“We don’t talk about Bruno, no no…”
But we will talk about the success of Disney’s “Encanto,” Lin-Manuel Miranda’s second feature for Walt Disney Animation Studios.
Released in theaters on November 24, 2021, “Encanto’s” popularity truly exploded after its streaming release on December 24, 2021. Children around the world ran around singing about the magical family Madrigal while TikTokers posted their favorite reenactments and danced to the upbeat, Billboard-dominating soundtrack.
According to Walt Disney Animation Studios, “Encanto” tells the tale of “an extraordinary family, the Madrigals, who live hidden in the mountains of Colombia, in a magical house, in a vibrant town, in a wondrous, charmed place called an Encanto. The magic of the Encanto has blessed every child in the family with a unique gift from super strength to the power to heal—every child except one, Mirabel. But when she discovers that the magic surrounding the Encanto is in danger, Mirabel decides that she, the only ordinary Madrigal, might just be her exceptional family’s last hope.”
Much of the film is actually based on real-life places in Colombia, from the traditional town structures, to the rainbow river, Caño Cristales, and it also features dresses full of colorful embroidery and traditional ruanas and references to coffee and arepas.
Lin Manuel Miranda, who wrote the songs for the film stated in an NPR interview, “We all gravitated towards Colombia because it’s kind of the home of magical realism in literature and culture and the home of the great Gabriel Garcia Marquez.”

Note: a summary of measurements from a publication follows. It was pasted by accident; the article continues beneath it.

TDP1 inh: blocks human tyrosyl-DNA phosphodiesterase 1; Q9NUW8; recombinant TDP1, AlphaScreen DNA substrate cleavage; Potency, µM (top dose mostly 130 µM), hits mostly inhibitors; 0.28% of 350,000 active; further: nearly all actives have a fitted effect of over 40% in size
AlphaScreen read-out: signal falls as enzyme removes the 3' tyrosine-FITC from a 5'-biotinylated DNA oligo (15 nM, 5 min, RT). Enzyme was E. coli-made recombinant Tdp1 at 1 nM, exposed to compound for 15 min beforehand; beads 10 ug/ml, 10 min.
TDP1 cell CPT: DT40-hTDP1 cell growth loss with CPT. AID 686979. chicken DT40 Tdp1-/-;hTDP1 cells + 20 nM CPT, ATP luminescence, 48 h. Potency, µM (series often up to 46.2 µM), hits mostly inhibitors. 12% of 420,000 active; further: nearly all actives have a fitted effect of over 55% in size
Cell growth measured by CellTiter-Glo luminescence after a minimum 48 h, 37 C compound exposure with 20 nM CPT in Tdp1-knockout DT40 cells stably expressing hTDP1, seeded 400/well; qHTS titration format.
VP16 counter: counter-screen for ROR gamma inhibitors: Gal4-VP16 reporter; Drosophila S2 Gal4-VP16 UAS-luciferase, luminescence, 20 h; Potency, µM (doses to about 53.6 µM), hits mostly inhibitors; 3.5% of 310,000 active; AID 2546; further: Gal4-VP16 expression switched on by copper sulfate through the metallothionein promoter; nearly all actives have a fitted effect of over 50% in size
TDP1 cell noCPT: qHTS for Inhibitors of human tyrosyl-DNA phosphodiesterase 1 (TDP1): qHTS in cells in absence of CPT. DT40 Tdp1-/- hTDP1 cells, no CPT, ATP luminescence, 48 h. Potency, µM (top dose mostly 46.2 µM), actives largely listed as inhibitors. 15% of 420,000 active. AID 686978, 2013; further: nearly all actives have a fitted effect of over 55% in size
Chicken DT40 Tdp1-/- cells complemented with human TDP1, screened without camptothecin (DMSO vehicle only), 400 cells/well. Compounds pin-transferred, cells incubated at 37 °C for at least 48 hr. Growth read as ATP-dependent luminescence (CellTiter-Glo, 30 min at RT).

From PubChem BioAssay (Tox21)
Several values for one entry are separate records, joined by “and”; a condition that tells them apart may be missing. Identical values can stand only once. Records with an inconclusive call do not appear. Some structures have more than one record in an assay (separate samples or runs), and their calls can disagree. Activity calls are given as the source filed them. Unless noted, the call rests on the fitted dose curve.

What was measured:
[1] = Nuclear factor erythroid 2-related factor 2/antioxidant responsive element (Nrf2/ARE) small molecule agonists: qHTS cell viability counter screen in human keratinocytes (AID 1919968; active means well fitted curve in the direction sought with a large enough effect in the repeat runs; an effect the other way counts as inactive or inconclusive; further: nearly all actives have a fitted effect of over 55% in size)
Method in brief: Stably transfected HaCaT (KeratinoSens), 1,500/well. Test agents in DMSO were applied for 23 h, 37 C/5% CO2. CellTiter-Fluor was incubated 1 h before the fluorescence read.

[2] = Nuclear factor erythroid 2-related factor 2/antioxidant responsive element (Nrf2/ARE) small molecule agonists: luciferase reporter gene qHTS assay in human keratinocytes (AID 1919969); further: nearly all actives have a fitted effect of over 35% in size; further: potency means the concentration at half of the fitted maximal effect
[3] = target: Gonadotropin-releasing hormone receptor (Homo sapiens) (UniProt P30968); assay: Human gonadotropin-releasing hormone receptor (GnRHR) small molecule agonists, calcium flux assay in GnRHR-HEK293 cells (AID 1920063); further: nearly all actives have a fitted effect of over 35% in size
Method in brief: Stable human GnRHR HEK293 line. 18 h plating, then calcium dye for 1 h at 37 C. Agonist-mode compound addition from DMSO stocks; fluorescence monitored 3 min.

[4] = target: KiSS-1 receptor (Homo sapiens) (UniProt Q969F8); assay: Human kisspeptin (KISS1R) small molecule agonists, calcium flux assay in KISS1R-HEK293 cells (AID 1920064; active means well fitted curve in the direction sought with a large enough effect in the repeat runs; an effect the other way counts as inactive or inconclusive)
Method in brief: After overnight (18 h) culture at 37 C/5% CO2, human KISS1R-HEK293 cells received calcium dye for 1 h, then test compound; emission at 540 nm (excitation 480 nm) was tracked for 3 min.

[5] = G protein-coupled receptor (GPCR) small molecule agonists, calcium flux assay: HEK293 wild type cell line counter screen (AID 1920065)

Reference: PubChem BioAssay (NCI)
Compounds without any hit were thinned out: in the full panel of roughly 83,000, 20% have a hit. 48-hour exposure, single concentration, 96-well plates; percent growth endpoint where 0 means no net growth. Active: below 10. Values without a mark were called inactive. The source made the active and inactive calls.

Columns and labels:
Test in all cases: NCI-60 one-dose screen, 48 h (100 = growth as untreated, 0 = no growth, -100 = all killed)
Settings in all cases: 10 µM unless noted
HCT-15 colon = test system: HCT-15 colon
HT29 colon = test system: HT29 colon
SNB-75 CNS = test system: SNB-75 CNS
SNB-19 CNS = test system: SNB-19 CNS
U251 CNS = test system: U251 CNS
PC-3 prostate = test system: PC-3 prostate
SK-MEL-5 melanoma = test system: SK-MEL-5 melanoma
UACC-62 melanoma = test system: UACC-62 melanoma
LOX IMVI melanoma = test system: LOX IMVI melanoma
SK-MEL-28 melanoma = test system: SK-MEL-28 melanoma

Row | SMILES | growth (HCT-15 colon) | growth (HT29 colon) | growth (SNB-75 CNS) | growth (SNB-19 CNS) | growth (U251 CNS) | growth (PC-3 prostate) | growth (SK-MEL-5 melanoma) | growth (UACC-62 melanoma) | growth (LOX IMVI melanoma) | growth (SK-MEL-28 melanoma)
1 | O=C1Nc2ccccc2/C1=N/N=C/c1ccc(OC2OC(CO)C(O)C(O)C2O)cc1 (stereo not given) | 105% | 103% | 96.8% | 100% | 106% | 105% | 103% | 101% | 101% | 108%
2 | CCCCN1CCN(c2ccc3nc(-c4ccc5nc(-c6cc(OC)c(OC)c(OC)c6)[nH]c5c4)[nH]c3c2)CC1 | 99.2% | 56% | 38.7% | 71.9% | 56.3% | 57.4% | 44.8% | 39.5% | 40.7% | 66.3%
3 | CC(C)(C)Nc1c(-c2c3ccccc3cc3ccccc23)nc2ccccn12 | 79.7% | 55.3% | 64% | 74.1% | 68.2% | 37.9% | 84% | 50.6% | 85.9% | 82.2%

The Madrigal family is a mestiza, or mixed-race, Colombian family. Each family member has different skin tones, hair types and features. One branch of the family is Afro-Latino, a group that is even more underrepresented in media than non-Black Latinos. Many Colombians and Latinx alike are feeling represented like never before. Jasmine Velazco, a third-year journalism major and president of the Latin American Student Organization at Northeastern University, stated in an online interview that “Encanto” portrays traumatic experiences that many members of the Latinx community are far too familiar with. “The storyline is really good, which is why I think people are drawn to it because it is very relatable,” Velazco said. “It is especially relatable to the Latinx community because of the generational trauma that is suffered through migration and immigration that they show in the film.”
According to the Motion Picture Association, Hispanic and Latino audiences made up the highest per-capita attendance in U.S. movie theaters among ethnicities between 2017 and 2020, but the ethnic group, which comprises about a fifth of the U.S. population, has been underrepresented on screen and behind the camera. Perhaps with the success of Disney’s “Encanto” we will see more movies with even more diverse representation in the future.